I may have more stuff and fewer life-or-death burdens but they have an abundance that I lack. Pure unadulterated faith, hope and love—for one another, the Lord and life itself. No load is too heavy to weigh down their joy. No obstacle is too big to diminish their communion. The focus was entirely upwardly-focused, not on the circumstances surrounding them.

The lesson I learned that day has remained embedded in my soul, but while it is first nature to these tribal folks to cast all their cares away and be delightfully free in their time of worship, I still have to work at it.

If you attend church, do you (or have you ever) worshipped God with such complete abandon? Do life's difficulties sometimes suppress your ability to experience joy? Can creature comforts be a curse as well as a blessing? What are you willing to do to gain the free spirit our Ndebele friends showed us? Comment below.

Diane Markins

*To contribute to Zimbabweans in severe need please visit this link

** To see this as a devotion visit


Cie Reynolds said...

Joy does not come easy when all your dreams die. I have found that complete , heartbound surrender works to free me into Holy Faith, but Joy does not come along as a stable mate. When I focus on Jesus and what He did for me on the cross, my heart grieves for the pain my sin caused him and I can experience Supernatural Love for my Holy God, but Joy still does not spring forth. When I am grateful for the simplest things, God's personal miracles to me, then I feel praise for such a kind Father, that leads to Him inhabiting my soul... Then JOY illuminates my mind. This heavenly joy makes me smile and want to hug anyone close to me This Holy Joy is to be shared, spread around and be used to make others aware of the goodness of Jesus, His Spirit within me and My Heavenly Father that allowed me to a state of Holy Joy!!!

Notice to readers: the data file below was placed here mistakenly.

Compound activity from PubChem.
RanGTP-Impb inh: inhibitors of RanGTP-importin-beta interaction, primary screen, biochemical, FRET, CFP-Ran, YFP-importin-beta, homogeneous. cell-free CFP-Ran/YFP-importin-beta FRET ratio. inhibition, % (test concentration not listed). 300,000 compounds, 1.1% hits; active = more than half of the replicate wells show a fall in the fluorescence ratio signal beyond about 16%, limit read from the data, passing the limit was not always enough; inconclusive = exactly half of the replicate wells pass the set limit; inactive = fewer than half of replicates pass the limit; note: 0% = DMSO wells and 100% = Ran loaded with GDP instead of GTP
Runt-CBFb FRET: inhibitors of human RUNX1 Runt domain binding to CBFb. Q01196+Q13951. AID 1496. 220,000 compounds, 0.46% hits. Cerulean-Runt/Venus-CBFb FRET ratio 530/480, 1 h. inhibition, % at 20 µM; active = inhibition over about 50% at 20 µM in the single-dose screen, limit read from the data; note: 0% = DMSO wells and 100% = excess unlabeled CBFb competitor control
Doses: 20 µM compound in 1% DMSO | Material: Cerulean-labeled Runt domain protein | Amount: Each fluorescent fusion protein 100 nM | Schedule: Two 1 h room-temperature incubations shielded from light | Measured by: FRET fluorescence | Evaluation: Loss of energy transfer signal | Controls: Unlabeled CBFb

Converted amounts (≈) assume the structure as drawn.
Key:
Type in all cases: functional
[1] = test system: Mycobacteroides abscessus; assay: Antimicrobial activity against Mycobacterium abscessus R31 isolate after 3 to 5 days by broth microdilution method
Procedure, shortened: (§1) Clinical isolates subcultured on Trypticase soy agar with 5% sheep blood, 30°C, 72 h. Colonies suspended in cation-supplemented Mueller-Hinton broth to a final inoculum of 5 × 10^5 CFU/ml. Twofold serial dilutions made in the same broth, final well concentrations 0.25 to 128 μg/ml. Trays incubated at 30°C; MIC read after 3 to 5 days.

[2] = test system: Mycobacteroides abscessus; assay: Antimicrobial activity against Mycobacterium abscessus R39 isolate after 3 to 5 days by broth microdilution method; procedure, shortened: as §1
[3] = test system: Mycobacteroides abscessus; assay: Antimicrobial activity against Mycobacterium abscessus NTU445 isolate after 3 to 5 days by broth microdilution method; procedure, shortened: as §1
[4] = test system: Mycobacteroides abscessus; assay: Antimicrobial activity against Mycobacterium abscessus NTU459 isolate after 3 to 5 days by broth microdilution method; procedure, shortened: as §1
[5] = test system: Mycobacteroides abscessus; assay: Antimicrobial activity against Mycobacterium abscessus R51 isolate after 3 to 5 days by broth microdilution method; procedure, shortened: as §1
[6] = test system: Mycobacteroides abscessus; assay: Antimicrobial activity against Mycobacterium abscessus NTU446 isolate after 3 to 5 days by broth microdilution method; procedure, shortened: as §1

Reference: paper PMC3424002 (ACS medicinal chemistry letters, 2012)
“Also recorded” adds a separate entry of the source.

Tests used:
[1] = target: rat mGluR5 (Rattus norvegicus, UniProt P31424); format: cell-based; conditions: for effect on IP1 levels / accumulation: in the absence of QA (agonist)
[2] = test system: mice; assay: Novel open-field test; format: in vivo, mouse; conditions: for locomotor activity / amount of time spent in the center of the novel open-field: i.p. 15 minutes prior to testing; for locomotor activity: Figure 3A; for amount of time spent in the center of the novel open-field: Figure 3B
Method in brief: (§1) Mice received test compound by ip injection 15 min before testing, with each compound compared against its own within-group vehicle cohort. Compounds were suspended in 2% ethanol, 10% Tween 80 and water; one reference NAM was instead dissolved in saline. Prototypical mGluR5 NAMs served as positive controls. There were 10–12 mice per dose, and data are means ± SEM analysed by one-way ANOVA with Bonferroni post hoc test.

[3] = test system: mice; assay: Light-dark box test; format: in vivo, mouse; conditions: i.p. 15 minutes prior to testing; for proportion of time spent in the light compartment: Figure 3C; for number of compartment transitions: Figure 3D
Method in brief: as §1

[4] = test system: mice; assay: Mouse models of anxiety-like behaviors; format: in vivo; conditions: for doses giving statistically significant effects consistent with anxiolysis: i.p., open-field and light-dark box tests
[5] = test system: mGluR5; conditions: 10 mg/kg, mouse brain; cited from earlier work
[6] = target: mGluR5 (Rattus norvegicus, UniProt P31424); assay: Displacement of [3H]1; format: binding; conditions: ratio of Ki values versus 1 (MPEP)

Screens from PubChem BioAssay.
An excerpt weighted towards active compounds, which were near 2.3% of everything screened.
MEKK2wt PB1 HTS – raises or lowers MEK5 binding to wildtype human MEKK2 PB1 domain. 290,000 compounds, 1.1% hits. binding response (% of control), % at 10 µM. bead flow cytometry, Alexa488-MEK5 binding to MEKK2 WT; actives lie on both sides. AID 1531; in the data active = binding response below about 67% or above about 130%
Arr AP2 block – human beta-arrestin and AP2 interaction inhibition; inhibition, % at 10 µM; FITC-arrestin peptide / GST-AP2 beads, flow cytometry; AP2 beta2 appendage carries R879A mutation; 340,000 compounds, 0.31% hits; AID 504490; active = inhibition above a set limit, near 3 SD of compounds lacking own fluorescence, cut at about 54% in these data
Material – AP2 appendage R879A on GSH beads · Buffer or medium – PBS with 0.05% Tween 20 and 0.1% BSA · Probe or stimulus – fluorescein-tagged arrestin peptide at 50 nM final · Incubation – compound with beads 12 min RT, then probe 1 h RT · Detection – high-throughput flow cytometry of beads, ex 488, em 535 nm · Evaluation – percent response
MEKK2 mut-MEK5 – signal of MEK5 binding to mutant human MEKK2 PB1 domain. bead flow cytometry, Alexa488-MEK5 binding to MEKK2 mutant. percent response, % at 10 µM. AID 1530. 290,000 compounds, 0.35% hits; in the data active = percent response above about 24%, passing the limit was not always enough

Diane Markins said...

Insightful and well put. Thanks for sharing.

Anonymous said...


Although all your devotions connect to life…this is coming from a deeper place and I resonate with the invitation to simplicity and joy in the presence of God and others…and the resultant gratitude!